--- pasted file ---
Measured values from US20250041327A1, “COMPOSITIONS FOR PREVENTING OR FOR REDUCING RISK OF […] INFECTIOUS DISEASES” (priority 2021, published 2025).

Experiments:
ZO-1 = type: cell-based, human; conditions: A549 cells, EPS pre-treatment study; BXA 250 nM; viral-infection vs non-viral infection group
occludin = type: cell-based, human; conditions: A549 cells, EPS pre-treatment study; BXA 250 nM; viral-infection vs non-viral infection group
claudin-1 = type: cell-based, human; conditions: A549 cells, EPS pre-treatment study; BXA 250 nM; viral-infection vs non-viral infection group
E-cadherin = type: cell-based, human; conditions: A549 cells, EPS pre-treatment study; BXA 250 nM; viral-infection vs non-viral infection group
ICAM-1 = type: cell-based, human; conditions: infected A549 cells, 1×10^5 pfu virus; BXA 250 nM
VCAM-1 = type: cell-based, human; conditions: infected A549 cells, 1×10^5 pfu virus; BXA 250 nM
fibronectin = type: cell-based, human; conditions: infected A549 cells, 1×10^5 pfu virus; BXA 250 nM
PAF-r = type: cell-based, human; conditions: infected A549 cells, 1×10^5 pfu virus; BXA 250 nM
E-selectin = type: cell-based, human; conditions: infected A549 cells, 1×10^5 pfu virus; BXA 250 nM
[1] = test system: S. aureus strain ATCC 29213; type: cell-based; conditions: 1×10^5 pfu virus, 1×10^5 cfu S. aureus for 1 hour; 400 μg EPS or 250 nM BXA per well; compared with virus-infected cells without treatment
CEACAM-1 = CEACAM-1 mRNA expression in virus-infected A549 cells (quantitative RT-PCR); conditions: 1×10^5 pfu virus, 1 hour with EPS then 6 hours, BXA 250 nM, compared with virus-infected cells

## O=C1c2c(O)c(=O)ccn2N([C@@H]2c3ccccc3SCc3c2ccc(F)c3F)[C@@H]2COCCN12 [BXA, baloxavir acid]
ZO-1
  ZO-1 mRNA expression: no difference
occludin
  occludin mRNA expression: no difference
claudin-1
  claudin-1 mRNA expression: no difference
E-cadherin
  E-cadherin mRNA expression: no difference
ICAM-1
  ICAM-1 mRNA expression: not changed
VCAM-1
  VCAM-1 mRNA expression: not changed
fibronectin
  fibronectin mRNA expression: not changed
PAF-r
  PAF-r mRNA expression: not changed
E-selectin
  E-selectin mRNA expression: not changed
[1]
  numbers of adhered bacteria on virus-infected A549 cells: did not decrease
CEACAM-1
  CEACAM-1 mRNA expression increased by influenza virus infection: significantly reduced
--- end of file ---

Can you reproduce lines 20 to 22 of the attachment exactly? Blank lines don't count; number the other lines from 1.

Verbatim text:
  claudin-1 mRNA expression: no difference
E-cadherin
  E-cadherin mRNA expression: no difference